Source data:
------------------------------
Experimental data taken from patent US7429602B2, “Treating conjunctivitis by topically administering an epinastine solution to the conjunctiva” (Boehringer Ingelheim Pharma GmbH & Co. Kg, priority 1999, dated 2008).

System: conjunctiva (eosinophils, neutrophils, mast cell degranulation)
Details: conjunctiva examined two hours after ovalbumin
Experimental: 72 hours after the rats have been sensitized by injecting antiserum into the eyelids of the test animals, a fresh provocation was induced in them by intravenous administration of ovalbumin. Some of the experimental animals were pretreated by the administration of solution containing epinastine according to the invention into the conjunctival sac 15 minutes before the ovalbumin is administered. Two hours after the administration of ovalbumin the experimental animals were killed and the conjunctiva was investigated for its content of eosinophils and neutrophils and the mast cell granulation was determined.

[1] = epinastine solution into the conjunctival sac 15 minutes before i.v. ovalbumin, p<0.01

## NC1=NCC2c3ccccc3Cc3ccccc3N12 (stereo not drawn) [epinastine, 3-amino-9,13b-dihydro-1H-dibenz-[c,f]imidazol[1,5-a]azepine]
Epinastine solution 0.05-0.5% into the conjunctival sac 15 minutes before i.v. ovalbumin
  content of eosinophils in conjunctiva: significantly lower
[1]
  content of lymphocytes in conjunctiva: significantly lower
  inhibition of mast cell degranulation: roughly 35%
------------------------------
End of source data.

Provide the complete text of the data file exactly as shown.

Experimental data taken from patent US7429602B2, “Treating conjunctivitis by topically administering an epinastine solution to the conjunctiva” (Boehringer Ingelheim Pharma GmbH & Co. Kg, priority 1999, dated 2008).

System: conjunctiva (eosinophils, neutrophils, mast cell degranulation)
Details: conjunctiva examined two hours after ovalbumin
Experimental: 72 hours after the rats have been sensitized by injecting antiserum into the eyelids of the test animals, a fresh provocation was induced in them by intravenous administration of ovalbumin. Some of the experimental animals were pretreated by the administration of solution containing epinastine according to the invention into the conjunctival sac 15 minutes before the ovalbumin is administered. Two hours after the administration of ovalbumin the experimental animals were killed and the conjunctiva was investigated for its content of eosinophils and neutrophils and the mast cell granulation was determined.

[1] = epinastine solution into the conjunctival sac 15 minutes before i.v. ovalbumin, p<0.01

## NC1=NCC2c3ccccc3Cc3ccccc3N12 (stereo not drawn) [epinastine, 3-amino-9,13b-dihydro-1H-dibenz-[c,f]imidazol[1,5-a]azepine]
Epinastine solution 0.05-0.5% into the conjunctival sac 15 minutes before i.v. ovalbumin
  content of eosinophils in conjunctiva: significantly lower
[1]
  content of lymphocytes in conjunctiva: significantly lower
  inhibition of mast cell degranulation: roughly 35%